# What is Functional Programming?

The main concepts of this paradigm are:

• Pure functions: The concrete input will produce always the same output.
• Recursion: There are no loops. In order to get this approach, the functions can call themselves using recursivity.
• Functions are First-Class: A function is treated as a variable, which means you can pass functions as function arguments.
• Variables are immutables: A variable cannot change its value once it is declared, but it’s possible to create new ones.

# Imperative vs Declarative

The factorial is the product of all positive integers less than or equal to a given positive number.

`n! = n * (n - 1) * (n - 2) * ... * 1`

Following this formula, we can assert that the factorial of 5 is:

`5! = 5 * 4 * 3 * 2 * 1`

But, if you noticed, the factorial of 5 is actually 5 times the factorial of 4.

`5! = 5 * 4!`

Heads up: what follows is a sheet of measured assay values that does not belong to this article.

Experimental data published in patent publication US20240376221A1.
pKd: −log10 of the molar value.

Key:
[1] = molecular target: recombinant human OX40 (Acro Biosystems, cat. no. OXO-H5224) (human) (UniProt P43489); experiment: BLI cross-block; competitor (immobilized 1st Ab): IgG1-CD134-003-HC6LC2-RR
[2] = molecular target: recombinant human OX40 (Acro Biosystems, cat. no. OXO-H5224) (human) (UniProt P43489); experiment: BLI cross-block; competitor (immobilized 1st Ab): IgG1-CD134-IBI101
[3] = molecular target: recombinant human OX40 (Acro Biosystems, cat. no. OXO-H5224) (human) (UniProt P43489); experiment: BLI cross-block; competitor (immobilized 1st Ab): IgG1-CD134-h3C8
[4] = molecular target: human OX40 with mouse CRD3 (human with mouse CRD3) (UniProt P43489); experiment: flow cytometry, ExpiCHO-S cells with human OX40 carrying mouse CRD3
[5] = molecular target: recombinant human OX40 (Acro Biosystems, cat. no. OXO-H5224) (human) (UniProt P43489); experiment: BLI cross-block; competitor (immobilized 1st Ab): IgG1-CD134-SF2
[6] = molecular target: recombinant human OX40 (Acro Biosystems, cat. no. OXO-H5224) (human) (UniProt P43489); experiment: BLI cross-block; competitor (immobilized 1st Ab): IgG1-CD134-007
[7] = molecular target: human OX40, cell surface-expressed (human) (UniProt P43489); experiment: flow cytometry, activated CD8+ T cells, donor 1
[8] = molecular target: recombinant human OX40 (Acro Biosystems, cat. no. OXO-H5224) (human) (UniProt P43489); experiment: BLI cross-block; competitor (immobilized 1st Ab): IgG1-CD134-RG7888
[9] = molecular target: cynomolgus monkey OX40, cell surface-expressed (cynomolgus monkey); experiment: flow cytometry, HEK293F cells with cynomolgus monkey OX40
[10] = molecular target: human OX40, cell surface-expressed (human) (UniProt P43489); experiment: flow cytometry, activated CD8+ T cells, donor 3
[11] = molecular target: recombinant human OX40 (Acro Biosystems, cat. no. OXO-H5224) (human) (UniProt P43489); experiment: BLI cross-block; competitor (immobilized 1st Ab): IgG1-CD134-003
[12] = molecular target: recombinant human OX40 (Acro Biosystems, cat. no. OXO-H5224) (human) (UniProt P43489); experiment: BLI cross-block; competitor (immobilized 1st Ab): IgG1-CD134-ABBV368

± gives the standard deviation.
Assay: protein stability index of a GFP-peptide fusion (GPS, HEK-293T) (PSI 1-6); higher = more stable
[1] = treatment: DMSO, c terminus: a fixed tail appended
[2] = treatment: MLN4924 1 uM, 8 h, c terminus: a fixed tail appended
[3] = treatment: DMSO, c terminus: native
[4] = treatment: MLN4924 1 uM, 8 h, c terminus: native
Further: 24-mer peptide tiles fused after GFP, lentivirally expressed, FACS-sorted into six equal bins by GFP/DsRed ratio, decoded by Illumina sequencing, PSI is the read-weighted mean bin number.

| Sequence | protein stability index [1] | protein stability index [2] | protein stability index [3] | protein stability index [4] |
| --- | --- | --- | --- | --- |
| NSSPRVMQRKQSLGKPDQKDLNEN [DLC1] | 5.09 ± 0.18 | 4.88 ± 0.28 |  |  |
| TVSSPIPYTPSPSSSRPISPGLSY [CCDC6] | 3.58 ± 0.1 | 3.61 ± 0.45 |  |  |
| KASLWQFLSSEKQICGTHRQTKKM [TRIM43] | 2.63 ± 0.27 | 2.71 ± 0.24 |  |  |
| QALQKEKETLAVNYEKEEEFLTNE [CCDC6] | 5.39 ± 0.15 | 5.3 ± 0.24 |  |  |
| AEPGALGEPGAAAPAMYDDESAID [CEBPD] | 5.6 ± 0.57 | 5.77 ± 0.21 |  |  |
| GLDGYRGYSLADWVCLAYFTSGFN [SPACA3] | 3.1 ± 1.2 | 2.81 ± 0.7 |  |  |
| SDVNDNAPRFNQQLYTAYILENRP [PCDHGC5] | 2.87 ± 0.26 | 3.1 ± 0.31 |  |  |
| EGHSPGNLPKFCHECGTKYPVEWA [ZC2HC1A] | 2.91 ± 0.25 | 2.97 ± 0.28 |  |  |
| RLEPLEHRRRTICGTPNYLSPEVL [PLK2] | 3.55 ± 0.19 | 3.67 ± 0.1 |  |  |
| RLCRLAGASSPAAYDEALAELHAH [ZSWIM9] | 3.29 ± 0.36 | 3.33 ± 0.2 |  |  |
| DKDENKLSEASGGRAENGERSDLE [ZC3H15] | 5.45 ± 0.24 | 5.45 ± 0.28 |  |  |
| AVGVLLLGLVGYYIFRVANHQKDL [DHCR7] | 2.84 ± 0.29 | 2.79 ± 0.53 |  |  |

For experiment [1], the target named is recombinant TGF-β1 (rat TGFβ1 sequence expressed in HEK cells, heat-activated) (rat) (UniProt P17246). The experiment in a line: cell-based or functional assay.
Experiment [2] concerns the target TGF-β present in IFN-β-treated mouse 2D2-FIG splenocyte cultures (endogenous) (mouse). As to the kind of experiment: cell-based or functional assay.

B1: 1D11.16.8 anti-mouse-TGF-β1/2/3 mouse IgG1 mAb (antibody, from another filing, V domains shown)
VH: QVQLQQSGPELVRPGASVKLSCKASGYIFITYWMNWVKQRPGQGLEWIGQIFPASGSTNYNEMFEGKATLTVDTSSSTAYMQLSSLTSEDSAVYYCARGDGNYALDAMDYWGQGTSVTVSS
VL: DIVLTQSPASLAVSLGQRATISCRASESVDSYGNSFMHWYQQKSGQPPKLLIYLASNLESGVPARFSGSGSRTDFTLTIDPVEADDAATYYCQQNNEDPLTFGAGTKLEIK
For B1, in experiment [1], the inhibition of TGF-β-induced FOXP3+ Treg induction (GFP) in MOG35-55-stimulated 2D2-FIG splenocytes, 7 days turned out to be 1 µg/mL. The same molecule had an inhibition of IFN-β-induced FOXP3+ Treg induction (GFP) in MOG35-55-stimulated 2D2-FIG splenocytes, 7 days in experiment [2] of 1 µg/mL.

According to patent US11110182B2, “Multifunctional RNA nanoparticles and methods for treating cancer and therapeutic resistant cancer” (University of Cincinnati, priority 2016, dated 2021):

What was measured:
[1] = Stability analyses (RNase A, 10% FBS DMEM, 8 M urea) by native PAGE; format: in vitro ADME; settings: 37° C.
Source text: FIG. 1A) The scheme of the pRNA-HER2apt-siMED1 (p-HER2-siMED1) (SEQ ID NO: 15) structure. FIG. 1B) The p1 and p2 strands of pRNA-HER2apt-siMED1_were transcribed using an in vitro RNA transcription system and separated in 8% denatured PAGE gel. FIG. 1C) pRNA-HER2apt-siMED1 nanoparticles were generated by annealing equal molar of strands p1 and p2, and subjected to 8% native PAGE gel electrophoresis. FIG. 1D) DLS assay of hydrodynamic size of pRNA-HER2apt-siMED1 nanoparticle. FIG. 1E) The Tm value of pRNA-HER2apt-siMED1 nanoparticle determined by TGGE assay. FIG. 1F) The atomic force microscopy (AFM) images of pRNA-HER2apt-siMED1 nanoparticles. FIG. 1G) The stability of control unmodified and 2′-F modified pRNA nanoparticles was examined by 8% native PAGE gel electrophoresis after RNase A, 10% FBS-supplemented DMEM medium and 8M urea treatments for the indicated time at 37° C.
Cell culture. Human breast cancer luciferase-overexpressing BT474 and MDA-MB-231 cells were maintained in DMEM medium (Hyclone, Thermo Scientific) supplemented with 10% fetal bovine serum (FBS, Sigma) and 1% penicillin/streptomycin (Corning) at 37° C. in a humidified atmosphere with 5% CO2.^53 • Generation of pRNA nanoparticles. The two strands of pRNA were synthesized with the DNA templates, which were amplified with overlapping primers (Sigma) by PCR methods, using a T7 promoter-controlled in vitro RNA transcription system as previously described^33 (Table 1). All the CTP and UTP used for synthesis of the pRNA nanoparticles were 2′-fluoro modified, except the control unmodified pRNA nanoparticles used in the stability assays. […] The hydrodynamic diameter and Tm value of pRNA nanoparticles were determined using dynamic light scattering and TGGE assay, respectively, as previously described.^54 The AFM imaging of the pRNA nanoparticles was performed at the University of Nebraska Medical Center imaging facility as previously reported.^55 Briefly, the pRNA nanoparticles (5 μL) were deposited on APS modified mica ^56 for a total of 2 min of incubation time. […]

And the factorial of 4 is 4 times the factorial of 3… and so on.
It’s a recursive problem!

## Imperative programming

`function factorial(int \$number): int{    \$factorial = 1;    while (\$number >= 1) {        \$factorial *= \$number;        \$number--;    }    return \$factorial;}`

We are overriding the `\$factorial` variable in every single iteration.
We focus on “HOW”.

## Declarative programming

`(defn factorial  [number]  (if (<= number 1)    1    (* number (factorial (- number 1)))))`

As you probably may guess, FP uses a declarative paradigm.
We focus on “WHAT”.

# Conclusion

If you want to learn/practice with some FP, I definitely recommend you Phel.